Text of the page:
Surentheran S, Thangaraj Munusamy, Surentheran S, Aisyah Nasir, Boon Chuan Pang, Eugene Yang and Ramez Kirollos
Khoo Teck Puat Hospital, Singapore
Cambridge University Hospitals NHS Foundation Trust, UK
Scientific Tracks Abstracts: J Neurol Neurophysiol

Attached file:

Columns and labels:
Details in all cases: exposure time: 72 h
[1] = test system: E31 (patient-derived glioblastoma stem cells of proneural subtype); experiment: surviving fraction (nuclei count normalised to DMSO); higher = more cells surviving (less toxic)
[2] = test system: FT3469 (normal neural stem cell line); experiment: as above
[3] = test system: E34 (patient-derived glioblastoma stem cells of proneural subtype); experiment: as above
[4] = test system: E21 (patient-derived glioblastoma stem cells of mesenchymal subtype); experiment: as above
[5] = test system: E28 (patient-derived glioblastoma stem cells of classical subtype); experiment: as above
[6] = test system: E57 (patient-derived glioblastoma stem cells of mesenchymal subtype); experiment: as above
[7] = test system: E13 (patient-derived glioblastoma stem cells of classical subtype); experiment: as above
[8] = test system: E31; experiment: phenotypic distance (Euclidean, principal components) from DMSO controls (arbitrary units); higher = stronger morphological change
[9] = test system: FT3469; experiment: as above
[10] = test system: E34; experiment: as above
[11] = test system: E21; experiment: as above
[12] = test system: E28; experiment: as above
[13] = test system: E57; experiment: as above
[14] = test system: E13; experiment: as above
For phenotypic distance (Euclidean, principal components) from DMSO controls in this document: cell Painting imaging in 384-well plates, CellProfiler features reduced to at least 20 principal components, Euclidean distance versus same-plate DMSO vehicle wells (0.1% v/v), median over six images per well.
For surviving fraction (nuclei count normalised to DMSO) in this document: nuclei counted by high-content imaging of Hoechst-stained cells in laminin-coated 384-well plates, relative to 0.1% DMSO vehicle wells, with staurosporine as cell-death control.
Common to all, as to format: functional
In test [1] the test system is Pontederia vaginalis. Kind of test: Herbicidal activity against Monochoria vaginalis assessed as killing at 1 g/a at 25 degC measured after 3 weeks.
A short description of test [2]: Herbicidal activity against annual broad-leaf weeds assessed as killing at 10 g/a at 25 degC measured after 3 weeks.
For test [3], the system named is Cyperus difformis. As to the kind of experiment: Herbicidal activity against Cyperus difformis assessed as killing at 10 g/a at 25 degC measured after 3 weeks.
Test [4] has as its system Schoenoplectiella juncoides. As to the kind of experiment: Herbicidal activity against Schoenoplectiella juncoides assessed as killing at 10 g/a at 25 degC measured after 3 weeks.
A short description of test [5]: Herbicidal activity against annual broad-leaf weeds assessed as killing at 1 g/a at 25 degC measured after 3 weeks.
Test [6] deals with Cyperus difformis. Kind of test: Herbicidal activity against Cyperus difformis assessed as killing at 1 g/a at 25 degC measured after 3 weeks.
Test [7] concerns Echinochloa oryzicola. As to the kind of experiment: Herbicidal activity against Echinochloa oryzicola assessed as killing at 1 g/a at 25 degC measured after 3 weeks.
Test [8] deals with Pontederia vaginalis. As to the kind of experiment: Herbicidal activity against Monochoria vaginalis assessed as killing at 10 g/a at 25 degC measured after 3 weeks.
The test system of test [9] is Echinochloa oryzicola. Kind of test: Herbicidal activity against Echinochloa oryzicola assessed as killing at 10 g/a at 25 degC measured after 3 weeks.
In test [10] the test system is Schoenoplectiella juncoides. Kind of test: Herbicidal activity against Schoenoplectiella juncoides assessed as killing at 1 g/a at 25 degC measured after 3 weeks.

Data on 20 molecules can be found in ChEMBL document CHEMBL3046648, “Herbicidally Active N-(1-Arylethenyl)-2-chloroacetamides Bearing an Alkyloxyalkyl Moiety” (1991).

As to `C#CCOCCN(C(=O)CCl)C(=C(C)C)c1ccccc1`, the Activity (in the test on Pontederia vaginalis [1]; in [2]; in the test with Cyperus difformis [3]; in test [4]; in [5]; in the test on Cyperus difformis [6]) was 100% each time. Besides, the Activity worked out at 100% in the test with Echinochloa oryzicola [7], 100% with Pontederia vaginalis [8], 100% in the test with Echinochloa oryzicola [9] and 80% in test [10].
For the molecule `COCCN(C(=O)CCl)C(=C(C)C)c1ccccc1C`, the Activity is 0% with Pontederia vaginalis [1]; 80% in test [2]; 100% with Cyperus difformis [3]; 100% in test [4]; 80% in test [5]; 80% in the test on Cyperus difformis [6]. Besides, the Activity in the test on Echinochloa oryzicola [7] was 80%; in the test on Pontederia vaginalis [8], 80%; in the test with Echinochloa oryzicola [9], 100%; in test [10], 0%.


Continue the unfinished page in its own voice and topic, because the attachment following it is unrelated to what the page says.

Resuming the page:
Aim: Primary pontine haemorrhage is the most devastating form of haemorrhage stroke accounting for about 10% of intra-cerebral haemorrhages with an overall mortality rate of 40-50% as reported in the literature. There are various factors reported to have an association with outcome such as Glasgow Coma Scale score, clot location, clot volume, age and history of hypertension. In our study, we analyzed the correlation between outcome, clinical and radiological parameters to determine the predictive factors and prognosis in primary pontine haemorrhage. Methods: We retrospectively reviewed the clinical data of 47 patients admitted to Khoo Teck Puat Hospital, Singapore with a confirmed radiological and clinical diagnosis of primary pontine haemorrhage from 2009 to 2015. Patient demographics, Glasgow Coma Scale scores, clinical and radiological parameters and outcomes were recorded. Subsequently, predictive factors of mortality were identified by statistical analyses. We also analyzed the correlation between acute blood pressure lowering and mortality. Results: Out of the 47 patients, 31 were men. Overall 30-days mortality rate was 25.5%. Positive predictive factor of 48-hours mortality was mean systolic blood pressure of 160 mmHg or above in the first 48 hours of admission (grade two and three hypertension). Positive predictive factor of 30-days mortality was Glasgow Coma Scale score of eight or less on arrival. Lowering of mean systolic blood pressure by 20% or more in the first 48 hours correlates with reduction in 48-hours and 30- days mortalities. Conclusion: The overall 30-days mortality rate of 25.5% for patients with primary pontine haemorrhage in our study population is better than that reported in the literature. We attribute this to acute reduction of mean systolic blood pressure by 20% or more in the first 48 hours of admission. Persistently raised mean systolic blood pressure in the first 48 hours and Glasgow Coma Scale score of eight or less on arrival are positive predictors of mortality in primary pontine haemorrhage.